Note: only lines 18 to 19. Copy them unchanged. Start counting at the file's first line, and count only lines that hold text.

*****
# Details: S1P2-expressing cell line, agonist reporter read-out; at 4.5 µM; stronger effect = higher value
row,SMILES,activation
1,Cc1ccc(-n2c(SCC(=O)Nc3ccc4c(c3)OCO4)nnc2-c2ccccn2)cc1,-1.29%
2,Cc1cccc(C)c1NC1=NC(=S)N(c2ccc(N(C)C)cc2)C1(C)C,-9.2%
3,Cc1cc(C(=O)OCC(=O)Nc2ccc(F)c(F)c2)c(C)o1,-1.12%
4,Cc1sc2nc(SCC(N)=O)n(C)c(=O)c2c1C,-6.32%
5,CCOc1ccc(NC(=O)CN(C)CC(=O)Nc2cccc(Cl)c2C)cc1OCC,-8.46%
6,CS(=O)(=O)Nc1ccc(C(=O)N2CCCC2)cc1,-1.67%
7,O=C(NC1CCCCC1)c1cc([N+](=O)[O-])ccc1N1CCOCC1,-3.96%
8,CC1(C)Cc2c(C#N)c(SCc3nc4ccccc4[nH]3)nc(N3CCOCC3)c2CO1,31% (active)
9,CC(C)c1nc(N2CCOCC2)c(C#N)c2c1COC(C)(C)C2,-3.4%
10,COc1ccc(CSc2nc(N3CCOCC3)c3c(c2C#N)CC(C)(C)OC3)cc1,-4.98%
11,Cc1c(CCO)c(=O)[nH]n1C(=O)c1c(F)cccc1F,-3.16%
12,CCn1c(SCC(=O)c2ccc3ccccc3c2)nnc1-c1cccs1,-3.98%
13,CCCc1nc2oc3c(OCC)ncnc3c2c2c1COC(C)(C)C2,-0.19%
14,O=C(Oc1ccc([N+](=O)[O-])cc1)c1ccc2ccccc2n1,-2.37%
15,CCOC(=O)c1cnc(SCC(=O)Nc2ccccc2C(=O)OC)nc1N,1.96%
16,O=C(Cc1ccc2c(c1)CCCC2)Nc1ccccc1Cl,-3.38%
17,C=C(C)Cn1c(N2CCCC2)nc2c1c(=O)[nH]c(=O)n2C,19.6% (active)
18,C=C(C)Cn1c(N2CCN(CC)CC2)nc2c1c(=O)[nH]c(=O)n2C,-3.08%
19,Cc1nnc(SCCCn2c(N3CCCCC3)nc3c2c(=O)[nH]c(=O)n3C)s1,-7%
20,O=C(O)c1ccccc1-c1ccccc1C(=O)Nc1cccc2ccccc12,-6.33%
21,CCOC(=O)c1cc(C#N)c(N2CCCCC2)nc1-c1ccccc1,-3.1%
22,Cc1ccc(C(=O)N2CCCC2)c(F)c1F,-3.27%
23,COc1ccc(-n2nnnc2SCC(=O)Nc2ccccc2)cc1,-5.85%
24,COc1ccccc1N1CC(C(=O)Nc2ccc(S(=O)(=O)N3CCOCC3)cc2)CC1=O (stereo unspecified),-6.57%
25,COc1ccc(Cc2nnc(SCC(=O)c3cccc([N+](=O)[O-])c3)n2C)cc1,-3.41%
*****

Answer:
16,O=C(Cc1ccc2c(c1)CCCC2)Nc1ccccc1Cl,-3.38%
17,C=C(C)Cn1c(N2CCCC2)nc2c1c(=O)[nH]c(=O)n2C,19.6% (active)